Style: Franca

If you are truly into Style you will have at one point picked up a copy of Italian Vogue.  Either in Italy or elsewhere.

Then you should know that Franca Sozzani, the Editor in Chief of Italian Vogue, has died at 66.  Sadly she now joins musician George Michael, along with witty author/actor/ex-princess Carrie Fisher (what they all have in common is that they pushed the boundaries).  Yves Saint Laurent said “fashion fades, style is eternal” so the heavens now are alive with some serious style spirits.

 Francesco Carrozzini
Photo of Franca: Francesco Carrozzini

Franca, an ageless 66, was born in Mantua. Her father, a classic Italian patriarch, was an industrial engineer who did not approve his daughter’s early ambitions to study physics. She studied literature and philosophy at university in Milan instead, and married soon after, although she knew, as she later admitted, that the marriage was doomed before she walked into the church. (Franca would later confess that romantic relationships were the one weak link in her formidable arsenal of triumphs.) The couple divorced three months later, and the free-spirited Franca went to India to find herself—“I thought it was time to do something good with my life.” Time spent in Swinging London further nurtured her creative spirit.

When she returned from her odyssey, she stumbled into a job at Vogue Bambini(as “assistant to the assistant to the assistant,” as she playfully remembered). By 1980, she landed the editorship of Lei, aimed at young women, with Per Lui, its male counterpart, following in 1982. She transformed both these titles into showcases for the most dynamic trends in international fashion and lifestyle image-making. When Oliviero Toscani, her key photographer, moved on from her magazines, she began nurturing a dazzling talent roster of emerging photographers including Mario Testino, Paolo Roversi, Herb Ritts, Peter Lindbergh, Bruce Weber, and Steven Meisel, all of whom were attracted by the unprecedented editorial freedom that she gave them, and her passion for photography.

Why would anyone buy Italian Vogue?” she once queried, “They wouldn’t—only Italians read Italian.” She knew that she needed to communicate instead through powerful imagery, and by showcasing her photographers’ work in this way, she earned their unswerving loyalty and their willingness to work with her magazines’ negligible budgets. “When I sent all these photos to you, I would write on the package ‘personal,’ ” Weber wrote to her, “I now realize that I took them for you because you would be the only one who would understand.”

At the same time, Franca became an indispensable part of the Italian fashion scene, a shrewd power broker with an unequaled reach to its designers and the manufacturers and industrialists who keep the industry’s wheels turning.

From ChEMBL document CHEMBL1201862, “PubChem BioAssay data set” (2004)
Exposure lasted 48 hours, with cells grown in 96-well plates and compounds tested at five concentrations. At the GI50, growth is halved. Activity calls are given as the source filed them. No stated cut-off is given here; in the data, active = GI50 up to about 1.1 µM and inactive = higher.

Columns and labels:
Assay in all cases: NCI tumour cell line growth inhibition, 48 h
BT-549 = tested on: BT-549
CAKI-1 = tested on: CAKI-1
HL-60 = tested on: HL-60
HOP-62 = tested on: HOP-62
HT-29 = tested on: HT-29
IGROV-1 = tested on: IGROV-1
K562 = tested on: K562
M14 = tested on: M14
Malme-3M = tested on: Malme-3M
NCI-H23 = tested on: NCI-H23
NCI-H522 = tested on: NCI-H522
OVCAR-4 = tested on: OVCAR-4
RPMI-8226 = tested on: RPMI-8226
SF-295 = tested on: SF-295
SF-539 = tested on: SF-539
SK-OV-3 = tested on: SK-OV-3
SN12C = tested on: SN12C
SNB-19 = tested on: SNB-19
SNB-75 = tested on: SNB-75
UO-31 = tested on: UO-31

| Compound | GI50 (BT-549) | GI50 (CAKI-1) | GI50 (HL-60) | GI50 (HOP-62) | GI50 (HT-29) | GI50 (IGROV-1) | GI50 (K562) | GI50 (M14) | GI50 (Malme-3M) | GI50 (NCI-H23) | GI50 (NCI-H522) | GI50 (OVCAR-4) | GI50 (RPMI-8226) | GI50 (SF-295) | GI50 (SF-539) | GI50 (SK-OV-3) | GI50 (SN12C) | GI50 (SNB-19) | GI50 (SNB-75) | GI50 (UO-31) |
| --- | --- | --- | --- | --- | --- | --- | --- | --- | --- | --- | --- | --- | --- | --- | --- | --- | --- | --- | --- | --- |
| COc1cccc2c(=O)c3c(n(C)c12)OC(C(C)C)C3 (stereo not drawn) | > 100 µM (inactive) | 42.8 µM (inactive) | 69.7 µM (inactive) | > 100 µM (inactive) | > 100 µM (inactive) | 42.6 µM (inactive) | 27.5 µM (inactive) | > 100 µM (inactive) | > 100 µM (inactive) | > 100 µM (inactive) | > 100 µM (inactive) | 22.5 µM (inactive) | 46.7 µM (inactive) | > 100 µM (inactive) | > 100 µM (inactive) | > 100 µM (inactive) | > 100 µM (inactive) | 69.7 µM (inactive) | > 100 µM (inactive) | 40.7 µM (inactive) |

In 1988, she was appointed Editor in Chief of Italian Voguethe same month that Anna Wintour was made the Editor in Chief at American Vogue. (By 1994, she was made Editor in Chief of Italian Condé Nast, enjoying great support from an at times long-suffering Jonathan Newhouse, the chairman of Condé Nast International.) Franca immediately shook up the formulaic title with dynamic covers and content, creating a magazine that, in her words, would be “extravagant, experimental, innovative.”

Franca’s ethereal, otherworldly beauty, with her limpid blue eyes and tumble of pale blonde Pre-Raphaelite waves, belied her indomitable personality. “I listen,” she said, “but I must go my own way.”

A maverick spirit, she turned her Vogue into a magazine that not only celebrated the power of the image, but also used fashion stories as a platform to discuss broader issues, and the obsessions of the fashionable world. Franca had a passion for, and a deep knowledge of, fashion and its history, but an ability to keep an amused distance from its modern day excesses.

She was fearless in her willingness to tackle provocative and controversial social and cultural issues through the medium of fashion shoots. (“Fashion isn’t really about clothes,” she said, “it’s about life.”)

A remarkable woman whose talent was matched by her fierce loyalty and her passion for life.

franca sozzani Photo: Peter Lindbergh
franca sozzani
Photo: Peter Lindbergh

Story (condensed): Hamish Bowles for Vogue Magazine

Franca “Chaos & Creation”

documentary I wrote about at VIFF including link to controversial trailer:  https://girlwhowouldbeking.com/2016/10/13/lifestylefilm-from-franca-to-freightened/

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Style: from land to sand

Get inspired by these bathing beauties from past to present.

Grace Kelly
Grace Kelly

It’s ALL about the Head Scarf

Rachel McAdams in one of my favourite films "The Notebook"
Rachel McAdams in one of my favourite films “The Notebook”
Who can forget Darryl Hannah in "Splash"
Who can forget Darryl Hannah in “Splash”
Liz Taylor "A Place in the Sun"
Liz Taylor “A Place in the Sun”
Rihanna getting swallowed up on the cover of "Harpers Bazaar"
Rihanna loves to take chances: on the cover of “Harper’s Bazaar”

That’s pretty much it for today

Do you have a favourite Style Icon?  I mean other than me!

style ICON:  IMAN – sensational at 60!

The Somali Supermodel with a story goes to prove that real style has no age.   She turned sixty in July and looks as good as ever. iman2What do we know about IMAN besides the obvious fact that she’s beautiful with perfect bone structure?  This is where style meets substance.

For me personally, the more I find out about her the more I like her.  A friend of mine was invited to an event at her and David Bowie’s house in New York going back a few years now and of course I asked “what was she like?”  The short answer was “very gracious” as she escorted my friend around their home.

She was born Iman Abdulmajid, the daughter of a diplomat and left her native Somalia as a refugee.

When she was a student at Nairobi University, fashion photographer Peter Beard approached her to ask about taking her picture.  She had never even seen a fashion magazine before.

She soon left Kenya, to make her first print appearance in Vogue.  She dealt with racism in the modelling industry at the time.iman1She soon became a familiar face on runways around the world and one of the first black supermodels. Iman paved the wave for all African-born beauties wanting to break into the high-fashion world.